This is why Prof Bond believes Mary Magdalene to have been an important leader of female disciples, and her central role in the Easter story. All four Gospels place her at the empty tomb.
So what changed? What moved this egalitarian movement into one whose power structures were based on gender? The lack of an apocalypse, explains Prof Bond.
“When Christians realised the end wasn’t coming soon and they had to be in the world a bit longer, they started to develop leadership structures and looked to the patriarchal world around them.”
Early critics of Christianity, such as the second century Greek writer Celsus, mocked the new faith for its inclusion of ‘women, beggars and slaves’. This stinging critique from the ancient world led to women being side-lined in the church and “consciously or not, quietly dropped” from narratives such as the Easter story, says Prof Bond.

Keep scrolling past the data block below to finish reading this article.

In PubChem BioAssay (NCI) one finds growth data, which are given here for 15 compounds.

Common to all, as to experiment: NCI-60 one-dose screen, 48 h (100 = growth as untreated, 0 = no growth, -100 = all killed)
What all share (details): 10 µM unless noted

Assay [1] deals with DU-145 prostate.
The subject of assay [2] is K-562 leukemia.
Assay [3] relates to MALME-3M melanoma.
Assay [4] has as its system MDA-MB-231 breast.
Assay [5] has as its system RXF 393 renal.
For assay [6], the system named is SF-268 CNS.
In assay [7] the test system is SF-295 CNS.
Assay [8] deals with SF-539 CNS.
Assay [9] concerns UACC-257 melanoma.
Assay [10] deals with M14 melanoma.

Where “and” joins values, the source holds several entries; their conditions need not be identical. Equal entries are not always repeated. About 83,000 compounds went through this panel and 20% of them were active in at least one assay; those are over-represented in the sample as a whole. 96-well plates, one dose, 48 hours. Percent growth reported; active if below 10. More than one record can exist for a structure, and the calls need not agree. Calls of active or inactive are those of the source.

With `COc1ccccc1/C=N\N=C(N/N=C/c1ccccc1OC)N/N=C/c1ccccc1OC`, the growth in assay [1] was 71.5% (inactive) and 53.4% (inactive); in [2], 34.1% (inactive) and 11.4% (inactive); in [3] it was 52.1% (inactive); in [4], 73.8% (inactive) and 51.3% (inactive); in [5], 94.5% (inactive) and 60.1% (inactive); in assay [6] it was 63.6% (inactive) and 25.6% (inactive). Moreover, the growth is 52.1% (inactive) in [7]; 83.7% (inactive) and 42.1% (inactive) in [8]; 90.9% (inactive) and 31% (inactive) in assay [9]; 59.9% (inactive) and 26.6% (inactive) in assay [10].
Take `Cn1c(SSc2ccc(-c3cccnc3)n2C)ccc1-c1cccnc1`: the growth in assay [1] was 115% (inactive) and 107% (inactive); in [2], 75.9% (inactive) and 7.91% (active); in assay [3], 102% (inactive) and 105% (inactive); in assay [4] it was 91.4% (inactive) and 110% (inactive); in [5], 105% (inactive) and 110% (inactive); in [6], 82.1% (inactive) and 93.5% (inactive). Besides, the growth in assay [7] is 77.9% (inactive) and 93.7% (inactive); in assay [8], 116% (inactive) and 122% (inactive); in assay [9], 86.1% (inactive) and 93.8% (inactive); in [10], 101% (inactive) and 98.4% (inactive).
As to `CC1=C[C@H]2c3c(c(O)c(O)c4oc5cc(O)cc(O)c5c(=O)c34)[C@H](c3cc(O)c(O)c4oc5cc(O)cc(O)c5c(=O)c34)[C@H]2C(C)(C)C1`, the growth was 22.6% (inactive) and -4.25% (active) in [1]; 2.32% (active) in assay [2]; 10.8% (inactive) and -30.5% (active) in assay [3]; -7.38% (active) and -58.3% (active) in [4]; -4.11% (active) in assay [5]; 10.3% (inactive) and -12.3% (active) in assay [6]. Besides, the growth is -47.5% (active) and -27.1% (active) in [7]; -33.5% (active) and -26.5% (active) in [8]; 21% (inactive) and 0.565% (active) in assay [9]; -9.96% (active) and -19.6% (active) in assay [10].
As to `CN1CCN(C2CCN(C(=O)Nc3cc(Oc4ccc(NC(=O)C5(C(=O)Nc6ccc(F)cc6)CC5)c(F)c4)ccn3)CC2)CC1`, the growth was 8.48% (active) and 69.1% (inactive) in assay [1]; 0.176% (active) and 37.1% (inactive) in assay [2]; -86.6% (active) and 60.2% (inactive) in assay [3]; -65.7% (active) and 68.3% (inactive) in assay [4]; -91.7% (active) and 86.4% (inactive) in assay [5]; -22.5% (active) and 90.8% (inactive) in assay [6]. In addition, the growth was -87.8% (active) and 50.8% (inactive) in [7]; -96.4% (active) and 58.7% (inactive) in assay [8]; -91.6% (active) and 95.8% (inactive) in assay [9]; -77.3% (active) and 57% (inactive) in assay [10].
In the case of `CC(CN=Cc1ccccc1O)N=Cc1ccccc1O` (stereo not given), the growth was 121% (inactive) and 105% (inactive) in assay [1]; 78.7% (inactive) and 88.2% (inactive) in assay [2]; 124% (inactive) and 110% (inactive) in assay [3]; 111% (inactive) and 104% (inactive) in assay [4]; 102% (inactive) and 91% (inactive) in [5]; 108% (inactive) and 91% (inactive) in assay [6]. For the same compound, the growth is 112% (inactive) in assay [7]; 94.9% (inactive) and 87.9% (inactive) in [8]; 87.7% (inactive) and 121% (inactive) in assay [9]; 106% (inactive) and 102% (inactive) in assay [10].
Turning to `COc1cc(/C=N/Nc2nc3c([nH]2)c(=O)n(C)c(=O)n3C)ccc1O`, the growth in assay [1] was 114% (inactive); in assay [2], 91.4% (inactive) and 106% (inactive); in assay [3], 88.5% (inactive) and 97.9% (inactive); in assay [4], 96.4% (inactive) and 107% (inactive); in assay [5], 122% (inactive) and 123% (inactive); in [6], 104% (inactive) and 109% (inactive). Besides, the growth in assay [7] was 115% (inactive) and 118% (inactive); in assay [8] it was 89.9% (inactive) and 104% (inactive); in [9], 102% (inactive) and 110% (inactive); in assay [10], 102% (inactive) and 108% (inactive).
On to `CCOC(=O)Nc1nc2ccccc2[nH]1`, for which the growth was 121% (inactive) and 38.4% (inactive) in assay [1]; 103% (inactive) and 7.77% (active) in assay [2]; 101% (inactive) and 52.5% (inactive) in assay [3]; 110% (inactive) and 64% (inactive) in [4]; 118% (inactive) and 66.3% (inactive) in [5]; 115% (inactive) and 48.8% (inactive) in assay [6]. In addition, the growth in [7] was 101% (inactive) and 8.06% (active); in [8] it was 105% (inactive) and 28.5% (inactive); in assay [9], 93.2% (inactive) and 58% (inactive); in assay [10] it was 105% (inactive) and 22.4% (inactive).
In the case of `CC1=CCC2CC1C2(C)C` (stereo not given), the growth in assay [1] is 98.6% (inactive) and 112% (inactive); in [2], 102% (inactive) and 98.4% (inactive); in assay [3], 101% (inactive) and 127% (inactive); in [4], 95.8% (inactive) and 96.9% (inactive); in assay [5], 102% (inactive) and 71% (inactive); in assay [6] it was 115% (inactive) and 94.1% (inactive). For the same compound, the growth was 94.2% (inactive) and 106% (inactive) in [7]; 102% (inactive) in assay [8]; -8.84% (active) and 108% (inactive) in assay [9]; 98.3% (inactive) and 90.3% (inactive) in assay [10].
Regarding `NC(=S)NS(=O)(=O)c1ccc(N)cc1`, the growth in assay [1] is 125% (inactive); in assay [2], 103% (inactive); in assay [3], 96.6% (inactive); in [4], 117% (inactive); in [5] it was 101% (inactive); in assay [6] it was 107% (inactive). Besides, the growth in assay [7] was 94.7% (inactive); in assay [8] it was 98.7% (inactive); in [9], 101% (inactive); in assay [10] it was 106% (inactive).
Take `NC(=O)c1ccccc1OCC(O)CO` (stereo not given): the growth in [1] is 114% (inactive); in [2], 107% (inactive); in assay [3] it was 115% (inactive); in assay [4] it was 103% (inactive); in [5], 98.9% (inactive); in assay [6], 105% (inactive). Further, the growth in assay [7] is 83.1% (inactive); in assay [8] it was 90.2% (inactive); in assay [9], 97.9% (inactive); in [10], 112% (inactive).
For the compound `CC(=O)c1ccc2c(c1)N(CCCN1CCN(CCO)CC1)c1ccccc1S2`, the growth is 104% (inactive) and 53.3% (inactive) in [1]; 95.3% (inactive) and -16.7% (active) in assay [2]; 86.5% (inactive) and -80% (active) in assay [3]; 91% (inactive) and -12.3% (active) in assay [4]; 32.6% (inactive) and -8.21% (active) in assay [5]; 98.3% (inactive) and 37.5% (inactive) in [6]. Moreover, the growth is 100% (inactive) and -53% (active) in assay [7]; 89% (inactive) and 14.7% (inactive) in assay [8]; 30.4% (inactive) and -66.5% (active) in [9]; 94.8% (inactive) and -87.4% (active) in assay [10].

Her recent work has been, in part, to rebalance things. In 2018 she wrote and co-presented ‘Jesus’s Female Disciples’ on Channel 4, which was watched by more than 1.4 million people, and in March 2022 published ‘Women Remembered’.
“We have had 2000 years of interpreting these texts about Easter in a way that doesn’t hear the women’s voices so much, or treats their testimony as lightweight,” says Bond. “Yet, in many ways they have the most important role of all.”
Picture credits: passion play – World Youth Day via Getty Images; Caiaphas – ivan-96/Getty; Judas – HaigiLeal/Getty; Mary and female follower – sedmak – Getty